Other aspects of an organisation may prevent employees from correctly following policies and procedures. Many organisations pride themselves on being responsive to a client and the elements of a process safety management system (the policies and procedures) are essentially designed to make sure that an organisation maintains a safe working environment. Examples of this will include hazard identification exercises (e.g. HAZOP, LOPA etc) and the Management of Change. Practitioners across the sector will understand that quick answers from these elements do not happen.
As an example, a business may have told a client that they can have a new product manufactured within 3 months. But, is the reality of ensuring that all the hurdles that have been created and implemented for a new process, set by organisational policies and procedures, achievable within that set time frame? Are the sales and business development departments aware of these particular issues? With a well structured organisational culture, they will be. All too often, a new product can be delivered within the set time frame, but many of the necessary steps required by the policies and procedures are missed.
One real-life example, from my career, occurred as a company undertook a 3-week maintenance shutdown which had taken one year to plan. The plant was planned to restart operations on a Monday. On the preceding Friday afternoon, the plant was instructed that the maintenance had finished early, and the plant could be started up on Saturday. Normally, in this situation, everyone is congratulated and bonuses are paid out. But, with this particular case, an investigation was instigated over the weekend to find out why the project was completed early – after all, this took one year to plan and the required shutdown time was 3 weeks.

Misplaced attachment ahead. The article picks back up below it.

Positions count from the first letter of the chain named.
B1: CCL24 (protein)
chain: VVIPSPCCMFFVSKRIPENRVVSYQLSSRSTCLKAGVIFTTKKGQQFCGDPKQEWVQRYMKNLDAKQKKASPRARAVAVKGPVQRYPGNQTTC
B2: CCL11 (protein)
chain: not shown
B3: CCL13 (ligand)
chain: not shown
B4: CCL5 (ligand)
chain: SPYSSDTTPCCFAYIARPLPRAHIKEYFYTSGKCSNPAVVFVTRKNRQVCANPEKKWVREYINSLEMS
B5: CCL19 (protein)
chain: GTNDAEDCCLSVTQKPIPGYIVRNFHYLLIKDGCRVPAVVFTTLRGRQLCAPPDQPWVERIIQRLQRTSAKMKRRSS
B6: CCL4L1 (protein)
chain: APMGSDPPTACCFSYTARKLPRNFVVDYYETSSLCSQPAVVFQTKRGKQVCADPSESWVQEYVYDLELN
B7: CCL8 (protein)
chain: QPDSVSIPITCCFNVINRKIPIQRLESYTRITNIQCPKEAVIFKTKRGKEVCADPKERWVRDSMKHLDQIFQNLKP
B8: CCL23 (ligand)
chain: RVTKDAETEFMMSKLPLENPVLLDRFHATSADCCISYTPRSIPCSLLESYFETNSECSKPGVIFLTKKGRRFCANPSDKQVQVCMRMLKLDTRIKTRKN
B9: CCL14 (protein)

The investigation found that the maintenance had been done correctly. When required equipment was needed to complete a specific job, it was discovered that they were already present and just waiting to be used. It was these efficiencies that became apparent and resulted in the tasks being completed ahead of schedule.
What would happen in your organisation in similar circumstances?
Coaching & Mentoring
The third, and arguably most important input, is coaching and mentoring. At this stage, the awareness and understanding of an organisations standards should be set and enforced. This requires both time and effort to be completed successfully, but ultimately, everyone in the business has to be able to coach and mentor.